Her advice for our readers is that you have to believe in your dreams, “make sure you are well knowledgeable and research all you can so that you’re well informed. Only then will you be equipped to convince others”.

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Youngest Pediatric Resident at Mount Sinai?

Aug 13, 2015

By Laura Duncanson

Rasheedah Andrews is like your typical 22 year old; she enjoys shopping, hanging out with her girlfriends and eating Thai food. But unlike others her age, she’s also the face you might see if you bring your child to the emergency room. She is 22 years old and in her first year of her Pediatric Residency at Elmhurst Hospital Center – Mount Sinai in New York, making her the youngest in her department.
GrenadaHailing from the small island of Grenada, Rasheedah decided from a young age that she wanted to do medicine. Her interest in Pediatrics and medicine on a whole stemmed from her aunt, who is a local Pediatrician as well as one of her younger cousins who has Down syndrome. These factors along with a thirst for knowledge propelled her academically and emotionally. Education wise, she found herself graduating high school at 15, getting her bachelors and entering medical school at St. Georges University School of Medicine from the young tender age of 18. Despite her young age, she doesn’t allow that to hinder her desire to help; from volunteering at local children’s home and elderly homes, she’s always trying to give back to her community. Currently she has an initiative in place which is targeted towards Diabetes and Hypertension in the community that she hopes would improve the level of healthcare offered towards this populace in Grenada. Making pediatrics her career choice, she hopes to become one of the few licensed Pediatricians in her home country.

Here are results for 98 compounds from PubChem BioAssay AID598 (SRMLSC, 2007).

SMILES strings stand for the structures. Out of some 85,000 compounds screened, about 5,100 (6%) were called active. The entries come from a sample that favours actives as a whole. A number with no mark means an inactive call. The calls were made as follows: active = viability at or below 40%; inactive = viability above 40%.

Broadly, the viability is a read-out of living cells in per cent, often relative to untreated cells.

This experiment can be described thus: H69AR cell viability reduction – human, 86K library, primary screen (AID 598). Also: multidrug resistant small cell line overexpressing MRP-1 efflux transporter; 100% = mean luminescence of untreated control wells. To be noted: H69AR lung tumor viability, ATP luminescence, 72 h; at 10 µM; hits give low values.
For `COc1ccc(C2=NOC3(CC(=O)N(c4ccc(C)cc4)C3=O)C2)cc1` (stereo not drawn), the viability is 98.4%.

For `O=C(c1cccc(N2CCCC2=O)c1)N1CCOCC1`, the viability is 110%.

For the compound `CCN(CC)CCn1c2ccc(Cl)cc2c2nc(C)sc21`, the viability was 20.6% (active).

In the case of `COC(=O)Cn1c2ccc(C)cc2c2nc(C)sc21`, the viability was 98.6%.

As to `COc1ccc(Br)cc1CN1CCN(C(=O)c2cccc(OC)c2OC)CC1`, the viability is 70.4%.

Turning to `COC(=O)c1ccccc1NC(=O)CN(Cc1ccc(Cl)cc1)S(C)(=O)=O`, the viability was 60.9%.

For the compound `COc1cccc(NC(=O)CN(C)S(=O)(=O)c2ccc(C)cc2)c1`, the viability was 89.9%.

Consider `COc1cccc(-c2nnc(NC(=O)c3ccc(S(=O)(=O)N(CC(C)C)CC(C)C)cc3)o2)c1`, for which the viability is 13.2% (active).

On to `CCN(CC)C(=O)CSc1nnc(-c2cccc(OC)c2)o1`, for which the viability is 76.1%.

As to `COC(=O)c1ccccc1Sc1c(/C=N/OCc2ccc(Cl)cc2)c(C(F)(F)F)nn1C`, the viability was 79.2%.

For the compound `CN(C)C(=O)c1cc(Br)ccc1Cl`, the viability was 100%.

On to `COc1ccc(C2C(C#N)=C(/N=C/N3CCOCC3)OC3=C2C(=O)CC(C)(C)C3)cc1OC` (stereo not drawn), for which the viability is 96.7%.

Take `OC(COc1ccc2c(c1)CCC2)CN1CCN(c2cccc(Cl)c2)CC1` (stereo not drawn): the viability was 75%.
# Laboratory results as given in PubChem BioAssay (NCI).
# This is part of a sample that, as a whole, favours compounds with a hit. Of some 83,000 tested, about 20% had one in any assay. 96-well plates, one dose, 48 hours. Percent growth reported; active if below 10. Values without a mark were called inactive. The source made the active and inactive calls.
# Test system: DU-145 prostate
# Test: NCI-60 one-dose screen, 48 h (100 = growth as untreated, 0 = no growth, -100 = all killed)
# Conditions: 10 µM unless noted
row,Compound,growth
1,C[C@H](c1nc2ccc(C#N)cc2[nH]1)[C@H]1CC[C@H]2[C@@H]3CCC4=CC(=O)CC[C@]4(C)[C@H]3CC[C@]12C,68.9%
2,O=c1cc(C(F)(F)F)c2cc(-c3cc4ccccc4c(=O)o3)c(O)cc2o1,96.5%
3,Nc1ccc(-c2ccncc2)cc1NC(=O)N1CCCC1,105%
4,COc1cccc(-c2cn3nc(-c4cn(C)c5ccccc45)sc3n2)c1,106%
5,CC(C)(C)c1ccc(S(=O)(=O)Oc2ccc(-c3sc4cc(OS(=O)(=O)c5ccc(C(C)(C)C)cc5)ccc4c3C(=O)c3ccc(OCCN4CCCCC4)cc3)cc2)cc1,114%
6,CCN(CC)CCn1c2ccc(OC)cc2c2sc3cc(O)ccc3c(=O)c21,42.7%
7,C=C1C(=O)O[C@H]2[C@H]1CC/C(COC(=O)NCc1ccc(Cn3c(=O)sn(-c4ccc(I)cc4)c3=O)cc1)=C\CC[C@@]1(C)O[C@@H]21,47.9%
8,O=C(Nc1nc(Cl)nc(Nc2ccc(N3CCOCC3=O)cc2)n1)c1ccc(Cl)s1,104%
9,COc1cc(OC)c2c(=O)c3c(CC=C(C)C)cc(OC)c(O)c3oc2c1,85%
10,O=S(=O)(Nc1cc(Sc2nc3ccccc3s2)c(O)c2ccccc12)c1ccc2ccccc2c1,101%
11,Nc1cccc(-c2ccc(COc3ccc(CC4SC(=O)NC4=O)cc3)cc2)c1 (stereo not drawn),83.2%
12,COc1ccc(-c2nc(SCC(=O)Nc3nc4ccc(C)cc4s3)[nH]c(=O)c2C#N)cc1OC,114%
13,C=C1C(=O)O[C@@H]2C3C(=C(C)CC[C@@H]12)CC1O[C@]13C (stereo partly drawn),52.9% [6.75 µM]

Medical school wasn’t easy at such a young age. The Good News Notebook Magazine (GNN) asked what was the main  obstacle she has had to face,  “self-doubt” and credits her survival emotionally to a close relationship with God, great group of friends, her mother and her aunt. She has had nervous breakdowns like everyone else but despite that, she still managed to graduate with honors, regular inductee of the Dean’s list and Chancellor list. She gives  acknowledgment to her family for allowing her to follow her dreams and not holding her back in school. She is currently a member of a few organizations such as AAP, IFMSA and a recipient of Grenada National Scholarship which funded her education.

The  two people she told GNN she would have loved to have met was Nelson Mandela and Maya Angelo because they touched people with their words and actions. As far as her future is concerned, she would like to return to Grenada and improve the quality of healthcare in the realm of pediatrics by making it affordable to those who can’t afford. Her biggest role models are her mom and her aunt.

Her words for The Good News Notebook Magazine readers are,” not to give up”, “put in the work and keep focus”. “Although you’ll be faced with a lot of obstacles and negativity, don’t listen too much to what people have to say and just believe in yourself”.
It’s safe to say, her story is an example of hard work, determination and amazing support system.